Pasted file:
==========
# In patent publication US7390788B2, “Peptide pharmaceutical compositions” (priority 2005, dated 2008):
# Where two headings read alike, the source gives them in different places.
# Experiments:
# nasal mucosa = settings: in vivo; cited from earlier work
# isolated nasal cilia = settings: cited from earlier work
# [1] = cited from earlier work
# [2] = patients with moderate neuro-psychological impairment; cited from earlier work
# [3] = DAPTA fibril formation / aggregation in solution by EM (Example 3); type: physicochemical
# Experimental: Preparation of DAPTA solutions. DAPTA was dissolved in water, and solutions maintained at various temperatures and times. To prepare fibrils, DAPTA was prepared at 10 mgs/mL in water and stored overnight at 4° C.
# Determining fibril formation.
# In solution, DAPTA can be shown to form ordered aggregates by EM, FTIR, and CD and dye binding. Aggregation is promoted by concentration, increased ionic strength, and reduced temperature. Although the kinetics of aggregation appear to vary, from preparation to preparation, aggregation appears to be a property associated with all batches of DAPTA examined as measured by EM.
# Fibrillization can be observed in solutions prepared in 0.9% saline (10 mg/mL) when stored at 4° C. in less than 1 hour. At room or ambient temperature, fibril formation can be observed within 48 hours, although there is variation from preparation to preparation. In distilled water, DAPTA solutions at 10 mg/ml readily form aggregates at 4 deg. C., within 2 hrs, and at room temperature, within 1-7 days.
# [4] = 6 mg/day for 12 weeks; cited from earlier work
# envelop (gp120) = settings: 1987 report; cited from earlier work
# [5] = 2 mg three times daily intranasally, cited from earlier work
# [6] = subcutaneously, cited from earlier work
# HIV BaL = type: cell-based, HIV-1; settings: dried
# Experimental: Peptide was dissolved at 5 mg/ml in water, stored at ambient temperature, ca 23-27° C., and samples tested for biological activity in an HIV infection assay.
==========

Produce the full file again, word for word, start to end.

# In patent publication US7390788B2, “Peptide pharmaceutical compositions” (priority 2005, dated 2008):
# Where two headings read alike, the source gives them in different places.
# Experiments:
# nasal mucosa = settings: in vivo; cited from earlier work
# isolated nasal cilia = settings: cited from earlier work
# [1] = cited from earlier work
# [2] = patients with moderate neuro-psychological impairment; cited from earlier work
# [3] = DAPTA fibril formation / aggregation in solution by EM (Example 3); type: physicochemical
# Experimental: Preparation of DAPTA solutions. DAPTA was dissolved in water, and solutions maintained at various temperatures and times. To prepare fibrils, DAPTA was prepared at 10 mgs/mL in water and stored overnight at 4° C.
# Determining fibril formation.
# In solution, DAPTA can be shown to form ordered aggregates by EM, FTIR, and CD and dye binding. Aggregation is promoted by concentration, increased ionic strength, and reduced temperature. Although the kinetics of aggregation appear to vary, from preparation to preparation, aggregation appears to be a property associated with all batches of DAPTA examined as measured by EM.
# Fibrillization can be observed in solutions prepared in 0.9% saline (10 mg/mL) when stored at 4° C. in less than 1 hour. At room or ambient temperature, fibril formation can be observed within 48 hours, although there is variation from preparation to preparation. In distilled water, DAPTA solutions at 10 mg/ml readily form aggregates at 4 deg. C., within 2 hrs, and at room temperature, within 1-7 days.
# [4] = 6 mg/day for 12 weeks; cited from earlier work
# envelop (gp120) = settings: 1987 report; cited from earlier work
# [5] = 2 mg three times daily intranasally, cited from earlier work
# [6] = subcutaneously, cited from earlier work
# HIV BaL = type: cell-based, HIV-1; settings: dried
# Experimental: Peptide was dissolved at 5 mg/ml in water, stored at ambient temperature, ca 23-27° C., and samples tested for biological activity in an HIV infection assay.